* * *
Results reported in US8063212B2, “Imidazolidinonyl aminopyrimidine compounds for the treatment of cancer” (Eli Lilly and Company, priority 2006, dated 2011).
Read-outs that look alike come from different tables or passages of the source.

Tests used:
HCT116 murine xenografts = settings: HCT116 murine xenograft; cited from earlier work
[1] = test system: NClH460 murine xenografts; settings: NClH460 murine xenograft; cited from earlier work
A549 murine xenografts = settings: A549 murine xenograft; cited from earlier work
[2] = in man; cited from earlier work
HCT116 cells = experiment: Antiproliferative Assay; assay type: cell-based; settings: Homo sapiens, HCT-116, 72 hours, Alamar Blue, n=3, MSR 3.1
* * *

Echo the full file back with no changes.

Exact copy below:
Results reported in US8063212B2, “Imidazolidinonyl aminopyrimidine compounds for the treatment of cancer” (Eli Lilly and Company, priority 2006, dated 2011).
Read-outs that look alike come from different tables or passages of the source.

Tests used:
HCT116 murine xenografts = settings: HCT116 murine xenograft; cited from earlier work
[1] = test system: NClH460 murine xenografts; settings: NClH460 murine xenograft; cited from earlier work
A549 murine xenografts = settings: A549 murine xenograft; cited from earlier work
[2] = in man; cited from earlier work
HCT116 cells = experiment: Antiproliferative Assay; assay type: cell-based; settings: Homo sapiens, HCT-116, 72 hours, Alamar Blue, n=3, MSR 3.1